What is Disability Income (DI) Insurance?
Disability income (DI) insurance provides supplementary income in the event an illness or accident results in a disability that prevents the insured from working at their regular employment. Benefits are usually paid monthly so the insured can maintain a comparable standard of living and pay recurring expenses.
Understanding Disability-Income (DI) Insurance
Disability income (DI) insurance is designed to replace between 45% and 65% of the insured’s gross income on a tax-free basis. Some policies include bonuses and commissions as income. The benefits are tax-free because the policyholder used after-tax dollars to pay premiums. The policy pays a benefit in the event illness or injury prevents the policyholder from earning their usual income in their occupation.
Although some employer-offered plans and Worker Compensation can provide help during a disability, the quality and scope of the coverage may leave the disabled employee short of the protection they require. Many employer-offered plans are part of a suite of coverage and may not pay to the levels an employee needs to meet their expenses. Also, Worker Compensation only covers injuries as a result of employment.
Self-employed individuals and small business owners must go it alone when it comes to disability income. Even if an injury is work-related, an independent business owner may not claim Worker's Compensation for themselves.
- Disability income (DI) insurance provides benefits to insureds who are disabled as a result of injury or illness and cannot perform normal work duties.
- Disability income insurance pays a portion of an insured's income, typically no more than 60%.
- DI policy premiums typically range between 1.5% and 3% of an insured's gross income.
- Most disability income policies contain a waiting period, in which benefits cannot be paid from a qualifying disability.
The Cost of Disability Income Insurance
Disability income insurance has a variety of factors which influence the final premium. Policy premiums generally range between 1.5% and 3% of the gross income. Insurance underwriters also consider age during the underwriting process. The minimum age for applicants is 18 years, and the maximum age is usually 60. Unlike life insurance, DI rates for women are higher per unit of coverage than those for male applicants. According to claims data, insurers have historically paid more and higher dollar amount claims for women than men and during an earlier period of life. This may be attributed to pregnancy and childbirth and higher rates of depression and autoimmune disorders. Also, smokers can expect to pay as much as 25% more for the same protection as a non-smoker because of the higher incidence of smoking-related illnesses.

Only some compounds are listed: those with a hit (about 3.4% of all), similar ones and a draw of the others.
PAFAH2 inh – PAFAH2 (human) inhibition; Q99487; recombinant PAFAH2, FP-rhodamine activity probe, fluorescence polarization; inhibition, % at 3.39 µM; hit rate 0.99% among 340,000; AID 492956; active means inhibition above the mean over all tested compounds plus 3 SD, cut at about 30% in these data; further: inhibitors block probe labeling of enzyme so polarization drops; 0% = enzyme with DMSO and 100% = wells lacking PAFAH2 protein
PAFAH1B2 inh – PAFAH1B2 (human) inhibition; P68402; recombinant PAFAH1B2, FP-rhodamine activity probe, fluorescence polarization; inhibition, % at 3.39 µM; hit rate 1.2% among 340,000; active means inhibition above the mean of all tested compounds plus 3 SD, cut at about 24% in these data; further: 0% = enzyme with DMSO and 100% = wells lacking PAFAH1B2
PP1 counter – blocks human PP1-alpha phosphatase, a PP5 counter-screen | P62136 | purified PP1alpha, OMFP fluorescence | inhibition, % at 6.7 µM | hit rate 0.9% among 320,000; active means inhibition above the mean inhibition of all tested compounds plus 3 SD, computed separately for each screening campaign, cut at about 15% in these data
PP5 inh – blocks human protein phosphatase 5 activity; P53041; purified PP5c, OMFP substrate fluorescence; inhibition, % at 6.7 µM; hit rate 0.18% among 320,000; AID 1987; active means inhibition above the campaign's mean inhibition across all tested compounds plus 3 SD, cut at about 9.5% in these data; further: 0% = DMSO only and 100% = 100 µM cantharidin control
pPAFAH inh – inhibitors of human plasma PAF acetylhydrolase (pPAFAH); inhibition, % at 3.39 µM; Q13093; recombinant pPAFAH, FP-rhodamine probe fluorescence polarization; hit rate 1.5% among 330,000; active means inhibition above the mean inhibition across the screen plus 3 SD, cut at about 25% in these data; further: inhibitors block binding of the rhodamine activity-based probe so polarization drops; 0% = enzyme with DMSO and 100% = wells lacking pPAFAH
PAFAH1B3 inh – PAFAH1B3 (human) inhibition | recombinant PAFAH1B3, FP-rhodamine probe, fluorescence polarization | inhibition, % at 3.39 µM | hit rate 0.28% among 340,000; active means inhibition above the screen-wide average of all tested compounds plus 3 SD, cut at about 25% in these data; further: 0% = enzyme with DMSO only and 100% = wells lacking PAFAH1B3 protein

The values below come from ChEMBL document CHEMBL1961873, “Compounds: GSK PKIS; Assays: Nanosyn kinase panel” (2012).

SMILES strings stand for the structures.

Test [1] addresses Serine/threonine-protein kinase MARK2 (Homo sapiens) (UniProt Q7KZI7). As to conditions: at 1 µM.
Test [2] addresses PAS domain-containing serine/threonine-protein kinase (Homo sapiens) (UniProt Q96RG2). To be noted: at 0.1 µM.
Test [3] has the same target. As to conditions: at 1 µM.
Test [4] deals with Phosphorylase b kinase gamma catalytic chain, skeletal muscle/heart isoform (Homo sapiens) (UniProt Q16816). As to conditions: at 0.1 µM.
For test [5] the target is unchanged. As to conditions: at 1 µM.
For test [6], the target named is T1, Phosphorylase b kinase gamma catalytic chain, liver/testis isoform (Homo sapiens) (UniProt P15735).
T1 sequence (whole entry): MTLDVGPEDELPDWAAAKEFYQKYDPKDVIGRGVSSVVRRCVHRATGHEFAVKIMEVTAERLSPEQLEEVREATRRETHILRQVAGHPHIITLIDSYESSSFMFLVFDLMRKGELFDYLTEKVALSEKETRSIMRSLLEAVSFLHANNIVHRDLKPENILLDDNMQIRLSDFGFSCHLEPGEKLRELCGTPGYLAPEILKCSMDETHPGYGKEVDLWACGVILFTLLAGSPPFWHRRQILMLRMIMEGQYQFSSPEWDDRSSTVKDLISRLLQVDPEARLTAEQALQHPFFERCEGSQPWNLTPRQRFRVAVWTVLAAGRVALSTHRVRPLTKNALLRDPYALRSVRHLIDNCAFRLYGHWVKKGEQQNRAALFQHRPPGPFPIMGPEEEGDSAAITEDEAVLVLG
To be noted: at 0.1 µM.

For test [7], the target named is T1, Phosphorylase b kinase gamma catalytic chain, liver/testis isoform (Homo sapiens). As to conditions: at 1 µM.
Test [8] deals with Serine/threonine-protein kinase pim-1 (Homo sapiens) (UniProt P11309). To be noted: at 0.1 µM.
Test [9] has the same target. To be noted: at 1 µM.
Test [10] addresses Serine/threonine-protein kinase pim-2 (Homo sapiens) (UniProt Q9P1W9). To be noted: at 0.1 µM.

When determining premiums, providers will place applicants into career and income classifications. The basis of these classifications is on the carrier’s claim experience for these job categories and incomes. The classification with the lowest risk will pay less.
Disability Income Insurance Waiting Period
Typically, disability income insurance policies contain a specific monthly benefit amount (e.g., $3,000 a month). Unless stated in the policy language, DI policies do not coordinate with Social Security benefits but pay in addition to it. And, of course, as the monthly benefit amounts increases, higher premiums are assessed. Most companies will not issue a policy with benefits that amount to more than 60% of an individual's gross income.
Most insurance companies provide plans that carry a maximum benefit period of 2, 3, 5, or 10 years. Once again, the price increases to purchase an extended benefit period.
Disability Income insurance policies have a waiting or elimination period before being able to receive benefit payments. This period is usually 30-days from the date of coverage and may vary by provider and policy. Another critical consideration for disability income policies is that the benefit payments do not begin immediately after the filing of an injury or illness claim. Again, this will vary by provider and policy type, but most will require a waiting period of 30 to 45 days before the first benefit payment processes.